We naturally love some verses more than others, and often we turn that special devotion to some verses into a complete neglect of the other verses in the Bible. We love verses that comfort, encourage, build up, and grow us, but we don’t like the convicting verses that much. We love verses that speak about what we’ve been thinking about, and we skip over verses that don’t prick our interest. Or, maybe it is those verses that hit a little too close to our private lives that are quickly glanced over on our way to verses that talk about other people’s sins. Other times we are so comfortable with our Christian traditions that we smile and nod through all the Bible verses, even the uncomfortable ones, because we think we know them, and are OK. Until a preacher comes by and preaches those verses with such clarity and conviction that you shrivel up in your seat. Then you hope that the fellowship time after the sermon will be about the weather only, since your mind is still reeling between the desire to pour out your whole heart to the first Christian who cares and the desire to move on as though nothing happened.
It happens: we pick and choose our verses—even without realising it at times. It produces in us a sense of superior satisfaction with what we know, never realising our true need to fall in love with the other verses in the Bible too.
We all need the Bible—and we need all of the Bible. Our spirituality is ultimately defined by our acceptance of every word from the mouth of God. Salvation and true spirituality is not based on what your favourite verses are. True spirituality is not measured by the verses that are underlined in your Bible. Salvation is not proven by sending Bible messages to your family and friends. Godliness is not defined by how good your traditions are.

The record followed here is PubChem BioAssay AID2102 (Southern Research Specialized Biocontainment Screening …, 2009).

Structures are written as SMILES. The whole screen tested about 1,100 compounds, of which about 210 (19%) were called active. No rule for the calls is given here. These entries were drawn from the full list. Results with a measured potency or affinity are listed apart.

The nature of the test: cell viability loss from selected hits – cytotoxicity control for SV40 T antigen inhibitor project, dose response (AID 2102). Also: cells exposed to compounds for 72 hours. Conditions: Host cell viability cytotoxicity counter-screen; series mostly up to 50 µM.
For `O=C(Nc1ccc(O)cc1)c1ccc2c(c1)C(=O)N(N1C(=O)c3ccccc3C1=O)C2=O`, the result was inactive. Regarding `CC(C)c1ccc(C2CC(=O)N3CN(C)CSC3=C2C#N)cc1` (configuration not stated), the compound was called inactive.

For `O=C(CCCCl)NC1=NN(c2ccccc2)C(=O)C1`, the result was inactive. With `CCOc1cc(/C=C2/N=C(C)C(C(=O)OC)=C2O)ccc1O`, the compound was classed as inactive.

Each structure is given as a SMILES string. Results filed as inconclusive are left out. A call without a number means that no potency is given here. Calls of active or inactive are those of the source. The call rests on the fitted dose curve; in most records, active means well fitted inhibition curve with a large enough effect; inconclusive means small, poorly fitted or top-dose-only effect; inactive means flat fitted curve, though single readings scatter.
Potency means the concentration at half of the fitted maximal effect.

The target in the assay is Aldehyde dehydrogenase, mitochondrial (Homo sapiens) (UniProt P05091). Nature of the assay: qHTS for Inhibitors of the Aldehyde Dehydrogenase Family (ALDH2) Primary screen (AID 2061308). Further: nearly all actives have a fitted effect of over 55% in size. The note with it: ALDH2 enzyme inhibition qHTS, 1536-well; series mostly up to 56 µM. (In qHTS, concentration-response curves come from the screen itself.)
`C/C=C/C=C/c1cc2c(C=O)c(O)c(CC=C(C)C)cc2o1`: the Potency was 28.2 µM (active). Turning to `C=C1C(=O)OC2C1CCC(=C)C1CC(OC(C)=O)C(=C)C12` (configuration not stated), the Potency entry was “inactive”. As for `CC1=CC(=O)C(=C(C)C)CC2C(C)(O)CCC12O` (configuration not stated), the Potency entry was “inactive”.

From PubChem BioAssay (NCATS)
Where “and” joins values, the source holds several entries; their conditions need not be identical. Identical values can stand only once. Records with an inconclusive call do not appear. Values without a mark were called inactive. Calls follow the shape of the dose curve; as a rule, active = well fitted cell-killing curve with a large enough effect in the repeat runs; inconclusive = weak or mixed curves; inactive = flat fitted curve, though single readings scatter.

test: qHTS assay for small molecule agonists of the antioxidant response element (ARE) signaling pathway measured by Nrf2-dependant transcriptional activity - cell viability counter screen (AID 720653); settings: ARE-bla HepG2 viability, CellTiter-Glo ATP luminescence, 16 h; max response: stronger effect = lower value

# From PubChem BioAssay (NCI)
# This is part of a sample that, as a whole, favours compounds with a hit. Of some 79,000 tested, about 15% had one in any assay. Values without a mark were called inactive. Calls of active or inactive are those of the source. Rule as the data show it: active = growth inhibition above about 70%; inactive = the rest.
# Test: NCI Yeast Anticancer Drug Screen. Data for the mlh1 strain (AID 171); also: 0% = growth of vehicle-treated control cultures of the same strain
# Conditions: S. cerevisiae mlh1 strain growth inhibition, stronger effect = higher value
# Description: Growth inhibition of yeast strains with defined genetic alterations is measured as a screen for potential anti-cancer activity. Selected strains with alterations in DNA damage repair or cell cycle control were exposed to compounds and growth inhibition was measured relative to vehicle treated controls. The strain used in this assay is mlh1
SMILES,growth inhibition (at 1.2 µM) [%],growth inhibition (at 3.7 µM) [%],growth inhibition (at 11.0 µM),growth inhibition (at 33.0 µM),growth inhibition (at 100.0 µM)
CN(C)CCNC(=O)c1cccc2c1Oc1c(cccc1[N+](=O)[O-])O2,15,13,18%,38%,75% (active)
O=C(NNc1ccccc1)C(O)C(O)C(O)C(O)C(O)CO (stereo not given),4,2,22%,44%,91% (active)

In Luke chapter 11, Jesus pronounces a whole wagon load of woes on the selective Bible knowers of His day. One of the most striking of those woes comes in Luke 11:42,
“But woe to you Pharisees! For you tithe mint and rue and every herb, and neglect justice and the love of God. These you ought to have done, without neglecting the others.”
It is good to have verses that you cherish. But you cannot cherish some verses to the neglect of others. You cannot love the Psalms so much that you don’t read the letters of Paul. You cannot love some obscure verse in the Prophets at the expense of obeying the clear commands in the book of James. You cannot love verses of prosperity and overlook verses of justice and righteousness. You cannot think yourself a Christian if you will not bow the knee to every word that proceeds from the mouth of God.
Rightly did Augustine say,
If you believe what you like in the Gospel, and reject what you don’t like, then it is not the Gospel you believe, but yourself.